Addressing global health problems from Milledgeville
bout one out of every eight men in the U.S. will be diagnosed with prostate cancer in his lifetime.
In 2020, about 18.8 per 100,000 men in the U.S. died of prostate cancer (American Cancer Society). But this rate is doubled for non-Hispanic Black men, who die from the same disease at a rate of 37.5 per 100,000 men.
That’s what Dr. Ernest Kaninjing is working to find out.
An associate professor of public health at Georgia College & State University, Kaninjing is part of a global effort to understand why Black men of different ethnicities experience worse prostate cancer outcomes. One of his research projects focuses on African immigrant men, who have even worse survivorship numbers.
“We’re trying to prevent that—and narrow the gap,” Kaninjing said.
“The communities we work with are counting on us as the experts—the scientists in the field—to update them about trends, recent developments in treatment, care and survivorship,” he said. “We’re not just doing research to collect data for the sake of it, we’re doing research to help improve health outcomes.”
Instead of comparing Black and white patients, Kaninjing is investigating “within group differences”—differences between cultures that shape many Black ethnicities.
“Caribbean immigrants, African immigrants, African Americans—there are significant cultural differences that may influence or impact some of the disparities we’re seeing,” he said.
His research is particularly relevant to Milledgeville-Baldwin County, where 42% of the population identify as Black or African American.
For the last five years, he’s worked with Georgia College students and residents to discover what’s causing these differences in survivorship for Black men and what healthcare providers can do to stop it.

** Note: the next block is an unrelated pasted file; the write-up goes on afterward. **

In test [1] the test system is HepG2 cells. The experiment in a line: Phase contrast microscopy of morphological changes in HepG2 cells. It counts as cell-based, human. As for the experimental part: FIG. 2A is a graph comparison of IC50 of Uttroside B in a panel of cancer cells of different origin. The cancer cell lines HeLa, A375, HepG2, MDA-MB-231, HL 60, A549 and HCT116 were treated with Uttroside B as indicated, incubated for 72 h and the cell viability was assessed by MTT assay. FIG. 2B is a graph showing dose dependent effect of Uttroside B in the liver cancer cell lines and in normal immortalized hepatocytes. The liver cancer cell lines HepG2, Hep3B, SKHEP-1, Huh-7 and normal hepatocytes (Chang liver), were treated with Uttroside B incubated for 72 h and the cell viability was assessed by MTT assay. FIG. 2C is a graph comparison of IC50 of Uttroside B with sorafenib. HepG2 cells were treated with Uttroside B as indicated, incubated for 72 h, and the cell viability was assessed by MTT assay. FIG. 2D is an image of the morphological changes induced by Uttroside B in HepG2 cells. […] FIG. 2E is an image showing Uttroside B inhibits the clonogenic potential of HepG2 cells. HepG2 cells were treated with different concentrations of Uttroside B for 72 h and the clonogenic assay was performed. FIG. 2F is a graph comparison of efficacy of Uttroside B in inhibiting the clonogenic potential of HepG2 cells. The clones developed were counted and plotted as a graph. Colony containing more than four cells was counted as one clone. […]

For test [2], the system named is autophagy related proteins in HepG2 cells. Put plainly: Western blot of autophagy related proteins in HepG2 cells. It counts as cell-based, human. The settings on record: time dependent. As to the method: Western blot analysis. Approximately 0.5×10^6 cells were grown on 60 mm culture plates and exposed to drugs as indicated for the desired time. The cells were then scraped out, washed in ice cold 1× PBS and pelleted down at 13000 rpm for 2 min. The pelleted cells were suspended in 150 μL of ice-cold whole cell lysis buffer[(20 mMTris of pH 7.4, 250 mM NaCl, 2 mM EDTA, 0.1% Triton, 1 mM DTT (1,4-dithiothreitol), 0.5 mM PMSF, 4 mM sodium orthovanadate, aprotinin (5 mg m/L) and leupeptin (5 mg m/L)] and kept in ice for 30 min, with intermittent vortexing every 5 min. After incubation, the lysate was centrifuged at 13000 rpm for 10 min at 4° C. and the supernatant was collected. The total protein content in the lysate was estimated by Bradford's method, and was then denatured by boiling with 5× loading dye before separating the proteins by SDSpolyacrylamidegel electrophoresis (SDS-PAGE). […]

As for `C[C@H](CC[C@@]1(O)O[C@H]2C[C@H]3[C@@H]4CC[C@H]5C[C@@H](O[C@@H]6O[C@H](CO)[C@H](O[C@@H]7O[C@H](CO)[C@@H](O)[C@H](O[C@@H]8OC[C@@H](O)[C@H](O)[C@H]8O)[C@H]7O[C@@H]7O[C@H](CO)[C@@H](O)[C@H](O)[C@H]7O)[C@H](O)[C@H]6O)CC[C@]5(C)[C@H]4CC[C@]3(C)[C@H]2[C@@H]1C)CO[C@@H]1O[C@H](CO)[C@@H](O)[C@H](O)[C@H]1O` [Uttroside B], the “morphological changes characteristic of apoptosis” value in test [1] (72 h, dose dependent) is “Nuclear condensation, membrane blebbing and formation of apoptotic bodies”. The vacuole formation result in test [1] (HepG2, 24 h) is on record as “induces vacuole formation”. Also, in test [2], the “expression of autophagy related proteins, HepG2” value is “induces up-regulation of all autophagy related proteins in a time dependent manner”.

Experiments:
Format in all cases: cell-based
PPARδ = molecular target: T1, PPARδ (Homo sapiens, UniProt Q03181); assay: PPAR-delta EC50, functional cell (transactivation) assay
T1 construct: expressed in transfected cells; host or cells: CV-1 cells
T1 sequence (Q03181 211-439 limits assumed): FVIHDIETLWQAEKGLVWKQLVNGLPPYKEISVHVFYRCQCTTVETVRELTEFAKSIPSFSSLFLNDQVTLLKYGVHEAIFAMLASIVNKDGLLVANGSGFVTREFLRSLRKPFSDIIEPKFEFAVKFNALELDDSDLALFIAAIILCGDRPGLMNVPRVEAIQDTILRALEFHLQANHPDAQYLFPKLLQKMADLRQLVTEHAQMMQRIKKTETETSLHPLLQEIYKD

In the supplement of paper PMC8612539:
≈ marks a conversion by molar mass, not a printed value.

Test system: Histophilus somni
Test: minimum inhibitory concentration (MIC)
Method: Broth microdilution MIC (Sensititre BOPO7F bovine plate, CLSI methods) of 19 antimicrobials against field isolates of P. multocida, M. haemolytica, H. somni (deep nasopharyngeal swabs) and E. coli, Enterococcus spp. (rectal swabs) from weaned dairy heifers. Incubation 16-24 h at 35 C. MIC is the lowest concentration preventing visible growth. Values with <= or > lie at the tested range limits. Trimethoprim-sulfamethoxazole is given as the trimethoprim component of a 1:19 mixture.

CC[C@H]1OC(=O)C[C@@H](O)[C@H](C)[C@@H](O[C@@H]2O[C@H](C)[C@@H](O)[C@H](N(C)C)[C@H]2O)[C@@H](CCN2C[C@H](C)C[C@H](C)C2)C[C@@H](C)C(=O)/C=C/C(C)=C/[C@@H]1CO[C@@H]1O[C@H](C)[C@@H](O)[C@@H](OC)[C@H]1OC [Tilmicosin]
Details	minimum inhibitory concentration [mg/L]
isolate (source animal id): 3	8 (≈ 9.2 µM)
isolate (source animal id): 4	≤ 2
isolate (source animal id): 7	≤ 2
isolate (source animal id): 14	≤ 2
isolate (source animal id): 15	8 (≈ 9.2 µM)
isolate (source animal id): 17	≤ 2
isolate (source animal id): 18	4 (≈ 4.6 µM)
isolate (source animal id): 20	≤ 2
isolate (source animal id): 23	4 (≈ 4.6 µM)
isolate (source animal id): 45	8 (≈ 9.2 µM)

In the meantime, Kaninjing and his community of advocates are sharing all the information they can to prevent those high death rates. The good news is: When found early, prostate cancer is curable with a survivorship rate of over 97% over five years.
Kaninjing is connected to more than 100 members of the Milledgeville-Baldwin community, and that number continues to expand. At each town hall he hosts alongside community leaders, there are new
people willing to help spread the word.
“Right now, I have a community partner, Donald ‘Don’ Reese, who’s a master barber. He’s been in Milledgeville for over 17 years, he’s well known and he’s a survivor,” Kaninjing said. “He’s an advocate, speaks about prostate cancer and knows how to bring people together.”
“Maintaining these relationships means you never go to the community empty-handed,” he said. “You go to them with something that could enhance their life.”
They bring educational materials, like flyers and pamphlets, host clinical speakers and bring in specialists to provide the community with useful information that will improve their health.
They raise awareness of preventative care, the importance of knowing your family history and understanding your options after diagnosis through town hall meetings and seminars.
Now, they’re working to create a support group for survivors and those experiencing prostate cancer treatment to encourage other men on the road to recovery. But most important, Kaninjing says, is sharing awareness.
“Some men are reluctant to talk about this,” he said. “We’re slowly trying to overcome this barrier with education and patience. We want to influence the culture to be more open to talking about health matters.”
That’s one of a few significant challenges to prostate cancer survivorship for those in Milledgeville and other rural areas in Middle Georgia. Not having specialists nearby and transportation challenges add to the disparities already present.
They’re already making a difference.
“It’s good to see the openness and receptiveness of the community,” Kaninjing said. “You’re not going to get success overnight, but men who have gone through that road are making it a lot easier for us.”
“We’re trying to be a resource to the community,” he said.
When it comes to prostate cancer, the key is early identification. Kaninjing encourages everyone to educate themselves, gently remind their loved ones to be proactive and ask questions.
“It’s heartwarming to see the community benefit from some of these resources that we provide,” Kaninjing said. “But ultimately our work is not done to eliminate those disparities, it’s one step at a time.”
If you or someone you know is struggling with prostate cancer, or willing to share their survivorship experience, please reach out to Ernie Kaninjing by email at email@example.com.